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Discussion Starter #1
I don't know if any of you are in my situation but I have to drive my car to events and tow a tire and tool trailer. I change tires and alignment settings at the event then change them back for the drive home. Since I usually have a 1 to 3 hour drive on the highway I don't like to leave the track alignment on the car for the drive home. I recently put new bearings in my self made CC plates so the alignment part won't be as simple as it was with the factory camber plates. With those I just pulled them all the way out for the street and slid them all the way in for auto-x.

I also recently purchased a 24" Craftsman Smart Tool level off Ebay to do alignments with. I was hoping to just rob the module out of it but the battery holder was attached to the end cap and the rear of the module was partially open when it was removed from the frame with no room to put the battery there so I just cut it down and milled the ends square to make it more compact.

Anyways I got the idea to drill and thread a piece of bar stock to screw onto the top of my struts. My Tokico Illuminas have about an inch of thread exposed above the nuts. I drilled the end of the 12" long bar and tapped it to 16mm x 2.0 for the Illumina threads and squared the end in a lathe so it would tighten down on top of the strut nut evenly. I can then use it to leverage the strut top into different positions and I also plan to take angle references off the front and side of it so when I prepare for the drive home I can return it pretty close to where I had it aligned. I'll probably recheck the alignment at the wheels after I get home to my level garage.

I park the car on some aluminum elevation pads I made. The plan is to take angle measurements off the front and outside of the bar and write it down before moving the alignment for each side. That way when I park the car back on the pads I can return the struts to the same angles even if they aren't real world alignment specs. I'll be able to tell if this idea works out after I get home and recheck the alignment. I can also set the car to race specs in the garage and take angle readings off the bar to reference at the track if I can find a level spot to park which I usually can. If nothing else the bar will be handy for moving the strut around with the plates loosened.



 

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Looks interesting. Do you have any way to confirm that the rod is parallel to your strut shaft, i.e. that your tapped hole isn't angled?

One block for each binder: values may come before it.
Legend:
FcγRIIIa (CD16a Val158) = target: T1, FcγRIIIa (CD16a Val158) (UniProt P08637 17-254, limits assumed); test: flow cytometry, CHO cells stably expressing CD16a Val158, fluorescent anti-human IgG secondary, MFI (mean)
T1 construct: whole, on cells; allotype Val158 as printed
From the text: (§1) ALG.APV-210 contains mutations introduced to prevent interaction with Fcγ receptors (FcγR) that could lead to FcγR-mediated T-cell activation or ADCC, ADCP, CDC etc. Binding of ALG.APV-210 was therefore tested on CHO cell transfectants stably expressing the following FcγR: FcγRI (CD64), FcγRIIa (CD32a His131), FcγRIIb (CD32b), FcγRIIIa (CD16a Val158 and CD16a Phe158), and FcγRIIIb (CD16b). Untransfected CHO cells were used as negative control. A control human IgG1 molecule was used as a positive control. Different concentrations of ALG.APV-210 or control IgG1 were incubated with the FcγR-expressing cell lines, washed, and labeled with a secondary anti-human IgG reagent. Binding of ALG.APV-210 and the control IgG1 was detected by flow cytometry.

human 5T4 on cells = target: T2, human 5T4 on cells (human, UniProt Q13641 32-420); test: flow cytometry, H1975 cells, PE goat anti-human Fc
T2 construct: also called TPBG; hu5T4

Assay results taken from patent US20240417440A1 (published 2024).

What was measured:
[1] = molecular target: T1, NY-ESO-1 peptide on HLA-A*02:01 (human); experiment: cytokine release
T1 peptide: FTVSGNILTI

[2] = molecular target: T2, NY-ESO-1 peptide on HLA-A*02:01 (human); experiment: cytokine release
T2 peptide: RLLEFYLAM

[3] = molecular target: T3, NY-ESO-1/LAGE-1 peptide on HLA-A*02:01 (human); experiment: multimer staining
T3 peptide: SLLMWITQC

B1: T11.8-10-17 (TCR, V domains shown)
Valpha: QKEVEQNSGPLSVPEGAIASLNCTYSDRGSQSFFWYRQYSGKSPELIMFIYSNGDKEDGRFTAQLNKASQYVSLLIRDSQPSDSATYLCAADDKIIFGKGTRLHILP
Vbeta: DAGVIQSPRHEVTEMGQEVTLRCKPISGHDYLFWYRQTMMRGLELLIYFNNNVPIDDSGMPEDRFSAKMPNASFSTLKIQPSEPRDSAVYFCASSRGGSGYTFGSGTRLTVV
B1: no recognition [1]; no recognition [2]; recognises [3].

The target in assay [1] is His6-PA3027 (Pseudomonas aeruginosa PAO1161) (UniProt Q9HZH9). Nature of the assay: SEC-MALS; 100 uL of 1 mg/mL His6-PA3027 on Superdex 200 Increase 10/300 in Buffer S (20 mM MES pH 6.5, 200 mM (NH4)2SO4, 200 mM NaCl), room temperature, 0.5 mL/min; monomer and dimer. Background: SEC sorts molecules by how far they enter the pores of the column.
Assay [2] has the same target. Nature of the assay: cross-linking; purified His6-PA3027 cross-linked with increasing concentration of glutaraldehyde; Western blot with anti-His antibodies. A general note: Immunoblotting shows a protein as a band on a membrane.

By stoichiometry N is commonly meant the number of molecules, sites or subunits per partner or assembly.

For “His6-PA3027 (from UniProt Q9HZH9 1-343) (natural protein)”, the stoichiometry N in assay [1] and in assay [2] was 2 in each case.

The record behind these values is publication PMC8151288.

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Discussion Starter #3
I drilled and tapped it on a Monarch EE Lathe. I also squared the end on the lathe and when it's tightened against the nut it contacts all the way around.
 

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How accurate is that reading going to be? I would think it would be more accurate to read from the wheel surface as you would be limited to reading one plane. I would think if you move that tool around that rod a little, the reading would change as the plane you are reading would change. Plus the strut shaft is probably at a different angle from the wheel. This would be fine for reference alignment, but I would still say that it would be better to build a wheel mount for that tool.

If you want, I can dig out my SmartCamber gauge and take some pics for a wheel mount idea. As for the back being open, you could use the frame of the tool to seal that opening off and mount the battery pack someplace on the frame.
 

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Discussion Starter #6
I plan to make a wheel mount for the gauge. The last adjustments I made with it was before I cut it down so I took the readings off the tire but I will normally use a 18" piece of pipe on the inner edges of the rim to lay it against. I'm mainly looking at this bar as being a handy tool to pull the struts in position with and doing the reference alignment is just to get it close till I get home without having to bend over for one more thing. Hey, when 540 years old you are, look as good you will not. LOL

I'm hoping to take this car off the road and put it on a trailer in the next year or so. Getting tired of doing alll the extra work at events in the name of fun.

This module is the same unit that comes in the Smart Camber alignment tool. In the short time I've had it I'm sold on the accuracy. If I wasn't such a cheap azz DIYer I'd spring for the ready made Smart Camber tool.
 

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Han Solo said:
I'm hoping to take this car off the road and put it on a trailer in the next year or so. Getting tired of doing alll the extra work at events in the name of fun.
Been towing the last two years. My knees and back are very appreciative as the race tires stay on the car full time now (I was always too lazy to change the camber and toe). I do recommend welding some tow hooks under your car as trying to thread tiedown straps over the swaybar, under the brake lines and around the rear axle is a real PITA. And, if you can't reach in through your wheels to hook the latches, you are really screwed.

Nice tool, BTW. I need to get a gauge myself, although the protractor and carpenter's level have gotten me quite close.
 
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